South Sudan: At What Point Does Conflict Become a War?

Posted: December 30, 2011 by PaanLuel Wël Media Ltd. in Junub Sudan

By ALEX PERRY
Hannah McNeish / Getty Images

HANNAH MCNEISH / GETTY IMAGES
People wait outside a medical clinic on December 5, 2011, at the Doro refugee camp, near the town of Bunj, about 40 kilometres (26 miles) from the border in South Sudan’s Upper Nile state, where on average 1,000 people arrive every day.

Assassinations. Pitched battles. Cross-border bombing raids. Hundreds of thousands of refugees. At what point will the rising conflict between Sudan and South Sudan be recognized as a new war?

South Sudan achieved independence from the north in July after a half century of grinding conflict in which more than 2 million people died. Separation has not led to peace, however, most importantly because neither side is happy with their new border. One point of conflict is a band of southern states in the new north Sudan — Darfur, South Kordofan and Blue Nile — which remain on the upper side of the divide despite being home to armies of rebel secessionists. Many of these fought for independence alongside the south and continue to do so today, with enduring southern support.

A second reason for continuing conflict is claims by the northern regime in Khartoum over much of the territory now designated as South Sudan – not least those parts that are rich in oil – which seems to be behind repeated northern bombing raids into the south.

The latest indication this situation of mutual, interlocking and spiraling enmity might once again escalate to a fully-fledged war came Thursday when South Sudan reported that northern Sudanese bombers had once again bombed the south, killing 17 cattle herders in the southern state of West Bahr al-Ghazal, just south of the westernmost stretch of the new border. “This [attack in West Bahr al-Ghazal] is a hostile aggression that Khartoum has been conducting against the civilian population,” South Sudan’s military spokesman Col. Philip Aguer told the BBC. He added northern bombers had also struck areas in Unity state, another southern border province to the east where in November northern bombers hit a refugee camp.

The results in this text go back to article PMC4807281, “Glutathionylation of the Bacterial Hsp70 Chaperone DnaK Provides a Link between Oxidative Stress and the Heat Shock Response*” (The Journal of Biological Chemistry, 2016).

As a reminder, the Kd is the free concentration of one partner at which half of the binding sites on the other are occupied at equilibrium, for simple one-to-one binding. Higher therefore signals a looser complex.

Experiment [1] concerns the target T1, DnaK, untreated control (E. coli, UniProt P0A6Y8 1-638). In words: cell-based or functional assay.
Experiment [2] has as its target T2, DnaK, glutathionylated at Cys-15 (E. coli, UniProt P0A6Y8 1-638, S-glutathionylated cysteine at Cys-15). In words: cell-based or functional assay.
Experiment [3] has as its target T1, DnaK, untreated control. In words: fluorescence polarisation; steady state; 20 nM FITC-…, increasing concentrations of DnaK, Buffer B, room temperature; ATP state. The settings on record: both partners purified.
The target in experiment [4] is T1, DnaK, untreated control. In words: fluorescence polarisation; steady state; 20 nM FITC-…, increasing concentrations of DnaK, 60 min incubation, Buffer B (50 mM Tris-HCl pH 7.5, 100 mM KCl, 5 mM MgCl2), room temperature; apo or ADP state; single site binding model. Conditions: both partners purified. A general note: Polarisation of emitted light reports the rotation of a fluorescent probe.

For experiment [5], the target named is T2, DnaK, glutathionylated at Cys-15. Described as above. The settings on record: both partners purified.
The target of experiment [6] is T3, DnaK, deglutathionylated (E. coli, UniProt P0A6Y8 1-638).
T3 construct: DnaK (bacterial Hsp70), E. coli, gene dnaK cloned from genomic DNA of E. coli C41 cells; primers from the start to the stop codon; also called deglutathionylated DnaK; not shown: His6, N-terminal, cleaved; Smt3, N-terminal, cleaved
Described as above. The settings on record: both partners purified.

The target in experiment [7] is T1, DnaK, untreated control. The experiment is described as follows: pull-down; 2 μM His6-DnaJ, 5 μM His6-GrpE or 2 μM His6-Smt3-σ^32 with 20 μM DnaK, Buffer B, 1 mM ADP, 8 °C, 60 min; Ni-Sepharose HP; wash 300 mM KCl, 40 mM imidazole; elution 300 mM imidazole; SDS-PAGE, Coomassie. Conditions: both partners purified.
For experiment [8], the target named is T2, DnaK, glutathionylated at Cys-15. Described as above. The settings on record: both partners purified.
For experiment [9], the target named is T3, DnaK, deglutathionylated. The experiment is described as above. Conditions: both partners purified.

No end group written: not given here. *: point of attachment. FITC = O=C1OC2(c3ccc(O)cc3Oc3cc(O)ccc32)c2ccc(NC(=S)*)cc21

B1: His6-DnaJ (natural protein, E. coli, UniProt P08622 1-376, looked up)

Khartoum has denied carrying out any raids and claims it is the south that is guilty of aggression. Southern troops are massing in Unity state in preparation for an attack on the north, says the north’s military spokesman. Sudan’s foreign ministry spokesman, Al-Obeid Meruh, adds 350 members of the Darfur-based rebel group, the Justice and Equality Movement (J.E.M.) — whose leader Khalil Ibrahim was killed in fighting with northern forces a few days ago — crossed into South Sudan on Wednesday. Al-Obeid called on the international community to pressure the south “to stop supporting these troops and disarm them.”

The situation in South Sudan is further complicated by more fighting between the new government, which is dominated by the Dinka ethnic group and has already garnered an impressive reputation for ineptness and corruption, and a number of breakaway militias from different ethnic groups. (The leader of the most prominent of these, George Athor, was assassinated on Dec. 21). To a country that, as well as being the newest, is one of the poorest on earth, all this fighting has bequeathed the additional burden of a refugee crisis, with hundreds of thousands displaced and hundreds more arriving from the north every day. Meanwhile the U.N. is warning poor rains means 2.7 million southern Sudanese — out of a total population of 8 million — will need food aid to avoid malnutrition and famine in 2012. Maybe war isn’t the right word to describe what’s happening in South Sudan after all. How about catastrophe?